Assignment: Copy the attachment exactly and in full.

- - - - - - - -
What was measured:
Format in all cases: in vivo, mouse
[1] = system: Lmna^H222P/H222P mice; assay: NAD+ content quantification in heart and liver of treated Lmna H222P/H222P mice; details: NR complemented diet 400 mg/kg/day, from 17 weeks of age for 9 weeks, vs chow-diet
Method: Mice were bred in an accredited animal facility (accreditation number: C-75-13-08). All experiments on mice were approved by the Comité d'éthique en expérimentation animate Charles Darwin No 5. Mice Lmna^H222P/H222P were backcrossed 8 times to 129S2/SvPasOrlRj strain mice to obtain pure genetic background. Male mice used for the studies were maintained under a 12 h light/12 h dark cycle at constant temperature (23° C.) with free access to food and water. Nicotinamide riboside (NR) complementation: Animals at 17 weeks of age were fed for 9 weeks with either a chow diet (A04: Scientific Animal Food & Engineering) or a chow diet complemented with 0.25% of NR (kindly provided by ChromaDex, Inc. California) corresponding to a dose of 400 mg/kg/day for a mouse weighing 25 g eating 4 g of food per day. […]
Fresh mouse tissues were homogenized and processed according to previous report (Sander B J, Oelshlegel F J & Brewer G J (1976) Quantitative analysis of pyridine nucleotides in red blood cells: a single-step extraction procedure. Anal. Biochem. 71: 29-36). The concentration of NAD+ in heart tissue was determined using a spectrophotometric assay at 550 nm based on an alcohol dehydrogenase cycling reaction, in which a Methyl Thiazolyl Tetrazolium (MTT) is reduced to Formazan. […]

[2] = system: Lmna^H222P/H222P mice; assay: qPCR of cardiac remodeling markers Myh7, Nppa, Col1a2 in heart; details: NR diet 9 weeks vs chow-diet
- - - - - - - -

What was measured:
Format in all cases: in vivo, mouse
[1] = system: Lmna^H222P/H222P mice; assay: NAD+ content quantification in heart and liver of treated Lmna H222P/H222P mice; details: NR complemented diet 400 mg/kg/day, from 17 weeks of age for 9 weeks, vs chow-diet
Method: Mice were bred in an accredited animal facility (accreditation number: C-75-13-08). All experiments on mice were approved by the Comité d'éthique en expérimentation animate Charles Darwin No 5. Mice Lmna^H222P/H222P were backcrossed 8 times to 129S2/SvPasOrlRj strain mice to obtain pure genetic background. Male mice used for the studies were maintained under a 12 h light/12 h dark cycle at constant temperature (23° C.) with free access to food and water. Nicotinamide riboside (NR) complementation: Animals at 17 weeks of age were fed for 9 weeks with either a chow diet (A04: Scientific Animal Food & Engineering) or a chow diet complemented with 0.25% of NR (kindly provided by ChromaDex, Inc. California) corresponding to a dose of 400 mg/kg/day for a mouse weighing 25 g eating 4 g of food per day. […]
Fresh mouse tissues were homogenized and processed according to previous report (Sander B J, Oelshlegel F J & Brewer G J (1976) Quantitative analysis of pyridine nucleotides in red blood cells: a single-step extraction procedure. Anal. Biochem. 71: 29-36). The concentration of NAD+ in heart tissue was determined using a spectrophotometric assay at 550 nm based on an alcohol dehydrogenase cycling reaction, in which a Methyl Thiazolyl Tetrazolium (MTT) is reduced to Formazan. […]

[2] = system: Lmna^H222P/H222P mice; assay: qPCR of cardiac remodeling markers Myh7, Nppa, Col1a2 in heart; details: NR diet 9 weeks vs chow-diet